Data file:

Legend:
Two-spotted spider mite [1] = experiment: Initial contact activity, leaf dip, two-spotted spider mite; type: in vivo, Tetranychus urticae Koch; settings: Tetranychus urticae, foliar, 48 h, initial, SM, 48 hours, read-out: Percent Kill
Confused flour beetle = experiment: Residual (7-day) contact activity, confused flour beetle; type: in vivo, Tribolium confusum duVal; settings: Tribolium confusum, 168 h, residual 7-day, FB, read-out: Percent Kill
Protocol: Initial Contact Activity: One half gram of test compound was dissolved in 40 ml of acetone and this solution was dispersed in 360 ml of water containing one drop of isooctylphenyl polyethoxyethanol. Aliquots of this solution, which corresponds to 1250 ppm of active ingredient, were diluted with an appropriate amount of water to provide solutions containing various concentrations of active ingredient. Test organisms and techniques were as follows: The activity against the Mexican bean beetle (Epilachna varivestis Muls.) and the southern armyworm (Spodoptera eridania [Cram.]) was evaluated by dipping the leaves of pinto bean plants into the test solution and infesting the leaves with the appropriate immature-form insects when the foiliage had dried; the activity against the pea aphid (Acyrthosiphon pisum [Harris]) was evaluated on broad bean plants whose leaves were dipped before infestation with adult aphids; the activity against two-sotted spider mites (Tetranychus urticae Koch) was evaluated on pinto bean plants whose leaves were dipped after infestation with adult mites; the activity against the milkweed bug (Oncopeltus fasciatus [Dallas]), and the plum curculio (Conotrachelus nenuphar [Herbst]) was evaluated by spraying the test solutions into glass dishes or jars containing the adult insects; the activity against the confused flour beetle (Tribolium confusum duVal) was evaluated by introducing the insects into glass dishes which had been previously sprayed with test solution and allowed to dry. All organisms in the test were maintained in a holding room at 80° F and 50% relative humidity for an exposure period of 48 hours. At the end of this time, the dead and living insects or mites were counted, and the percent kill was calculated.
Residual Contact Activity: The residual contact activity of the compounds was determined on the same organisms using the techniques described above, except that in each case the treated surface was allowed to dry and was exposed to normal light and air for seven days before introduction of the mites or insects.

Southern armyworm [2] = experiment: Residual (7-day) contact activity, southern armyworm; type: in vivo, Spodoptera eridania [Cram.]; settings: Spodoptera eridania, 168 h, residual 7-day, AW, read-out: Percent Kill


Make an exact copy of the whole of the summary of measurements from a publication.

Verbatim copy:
Legend:
Two-spotted spider mite [1] = experiment: Initial contact activity, leaf dip, two-spotted spider mite; type: in vivo, Tetranychus urticae Koch; settings: Tetranychus urticae, foliar, 48 h, initial, SM, 48 hours, read-out: Percent Kill
Confused flour beetle = experiment: Residual (7-day) contact activity, confused flour beetle; type: in vivo, Tribolium confusum duVal; settings: Tribolium confusum, 168 h, residual 7-day, FB, read-out: Percent Kill
Protocol: Initial Contact Activity: One half gram of test compound was dissolved in 40 ml of acetone and this solution was dispersed in 360 ml of water containing one drop of isooctylphenyl polyethoxyethanol. Aliquots of this solution, which corresponds to 1250 ppm of active ingredient, were diluted with an appropriate amount of water to provide solutions containing various concentrations of active ingredient. Test organisms and techniques were as follows: The activity against the Mexican bean beetle (Epilachna varivestis Muls.) and the southern armyworm (Spodoptera eridania [Cram.]) was evaluated by dipping the leaves of pinto bean plants into the test solution and infesting the leaves with the appropriate immature-form insects when the foiliage had dried; the activity against the pea aphid (Acyrthosiphon pisum [Harris]) was evaluated on broad bean plants whose leaves were dipped before infestation with adult aphids; the activity against two-sotted spider mites (Tetranychus urticae Koch) was evaluated on pinto bean plants whose leaves were dipped after infestation with adult mites; the activity against the milkweed bug (Oncopeltus fasciatus [Dallas]), and the plum curculio (Conotrachelus nenuphar [Herbst]) was evaluated by spraying the test solutions into glass dishes or jars containing the adult insects; the activity against the confused flour beetle (Tribolium confusum duVal) was evaluated by introducing the insects into glass dishes which had been previously sprayed with test solution and allowed to dry. All organisms in the test were maintained in a holding room at 80° F and 50% relative humidity for an exposure period of 48 hours. At the end of this time, the dead and living insects or mites were counted, and the percent kill was calculated.
Residual Contact Activity: The residual contact activity of the compounds was determined on the same organisms using the techniques described above, except that in each case the treated surface was allowed to dry and was exposed to normal light and air for seven days before introduction of the mites or insects.

Southern armyworm [2] = experiment: Residual (7-day) contact activity, southern armyworm; type: in vivo, Spodoptera eridania [Cram.]; settings: Spodoptera eridania, 168 h, residual 7-day, AW, read-out: Percent Kill